Indeed, it helps to attract other outside firms, to present the Hamburg region like a magnet, an attractive region to invest. However, there is a need to build the bottom-up strategy, which would reflect and internalise the needs of members, not to be imposed top-down. (CO 1) ‘We do not have any measurement, indicators which would be used to assess the impact of international activities on real cluster members performance, but with clusters, it is extremely tricky to capture such processes, to give concrete figures. In fact, the same can be said with other indicators like patents—they often say little about true innovativeness, as they are applied and granted to be hidden from competitors; to be rather kept in the drawer and not applied as innovations. Therefore, using such indicators might be misleading. One has to be careful with handling such measurement’.

There is a growing perception that to be more competitive, films need to bring fresh ideas from outside. It is essential to connect to the outside world and source from international partners. However, as argued by one expert, first, it is necessary to develop and enhance local strengths. (CE2) ‘Endogenous growth comes first, and internationalisation can act as a facilitator of this growth, not aim per se Internationalisation must come from focal players, must be embedded here in the cluster and reflect local needs.

Both the B2B, as well C2C contacts are desired, as firms argue that a cluster needs to have partnerships, with other clusters elsewhere. HAv initiate the partnerships with their peers abroad, within the BMBF project, which fits into the concept of internationalisation regarded as C2C co-operation. The area of collaboration and list of possible partner clusters is, however, always the result of previous joint discussions and negotiations with HAv stakeholders. The EACP co-ordinated by HAv, and pooling more or less selected and established clusters, is tasked with facilitating the joint application and conduct of the EU-funded projects. It aims to secure a more stable fitfure for cluster members, while assuring the continuity of relations.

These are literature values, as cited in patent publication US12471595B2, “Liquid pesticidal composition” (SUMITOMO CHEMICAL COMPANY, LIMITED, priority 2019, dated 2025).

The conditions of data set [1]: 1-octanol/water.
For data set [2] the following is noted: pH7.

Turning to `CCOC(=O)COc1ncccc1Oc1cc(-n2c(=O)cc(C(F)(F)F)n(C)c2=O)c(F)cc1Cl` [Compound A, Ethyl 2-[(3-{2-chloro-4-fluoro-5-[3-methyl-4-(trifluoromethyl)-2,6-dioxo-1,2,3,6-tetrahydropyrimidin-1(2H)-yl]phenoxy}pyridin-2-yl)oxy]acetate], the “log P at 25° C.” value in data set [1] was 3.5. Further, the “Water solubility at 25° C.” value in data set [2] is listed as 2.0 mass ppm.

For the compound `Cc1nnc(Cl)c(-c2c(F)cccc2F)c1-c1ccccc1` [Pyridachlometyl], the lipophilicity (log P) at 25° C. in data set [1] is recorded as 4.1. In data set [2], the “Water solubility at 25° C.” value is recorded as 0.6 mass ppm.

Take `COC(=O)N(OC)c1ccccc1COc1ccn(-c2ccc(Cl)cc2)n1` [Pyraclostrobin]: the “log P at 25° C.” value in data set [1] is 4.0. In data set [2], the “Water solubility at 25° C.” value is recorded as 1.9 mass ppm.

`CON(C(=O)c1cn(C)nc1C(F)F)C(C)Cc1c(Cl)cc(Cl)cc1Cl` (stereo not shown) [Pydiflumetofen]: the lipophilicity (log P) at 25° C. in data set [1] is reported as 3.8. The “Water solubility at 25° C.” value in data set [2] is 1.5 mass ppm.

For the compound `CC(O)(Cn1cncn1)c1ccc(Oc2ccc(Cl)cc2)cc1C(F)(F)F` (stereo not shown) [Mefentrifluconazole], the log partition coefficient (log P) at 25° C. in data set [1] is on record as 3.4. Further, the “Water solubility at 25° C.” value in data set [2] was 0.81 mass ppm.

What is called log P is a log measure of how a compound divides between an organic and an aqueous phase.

Cluster experts agree that internationalisation is a vital issue but stress the need to take care that it is a ‘two-way street’. (CE4) ‘It must not be a oneway street, that we provide and share our knowledge, and let, in that way, the competitors to get stronger at our expense. We do not want to train our competitors. It must be “win-win”, that is why Canada has been selected and co-operation with Montreal as an equal partner—they can leant from us; we can gain something from them’.

The international partnerships, supported by the HAv, consequently, focus on creating this ‘win-win’ situation. It also implies that out of many (up to 15 annually) calls and demands to set up partnerships, only a few have materialised. A limited number of MoU signed, reflects the priority given to quality than quantity. (CR1, 3, 6 and 7) ‘We have 10-15 international delegations, but are selective, focus more on quality, we signed only a few MoU, but indeed demand is high’. This approach aligns with the concept of alliance saturation and the negative consequences of reaching the upper limit of co-operation possibilities (Goerzeu, 2018).

Brexit, in the eyes of some experts, as a kind of external shock, may influence the functioning of HAv, perhaps positively, if certain activities are relocated here from the United Kingdom. This suggests that external relations might go both ways and/or be reversed.

On a Final Note

These results confirm the relevance of networking for internationalisation processes, which has been recognised in the literature. In particular, it is the liability of outsiders to the network, which is the reason for uncertainty influencing the internationalisation engagement (Johanson & Vahhie, 2009; Richardson, Yamiu & Sinkovics, 2012) negatively. Assistance offered in clusters is, as this study confirms, of highest importance for SMEs and startups experiencing the liability of unconnectedness (Baum & Oliver, 1991). The results of an anonymous online survey among cluster experts and cluster firms revealed that 66% agree (strongly agr ee and just agree) that digital transformation implies a more international openness of the cluster; 28% remain undecided, whereas 6% do not share this opinion (strongly disagree and disagree).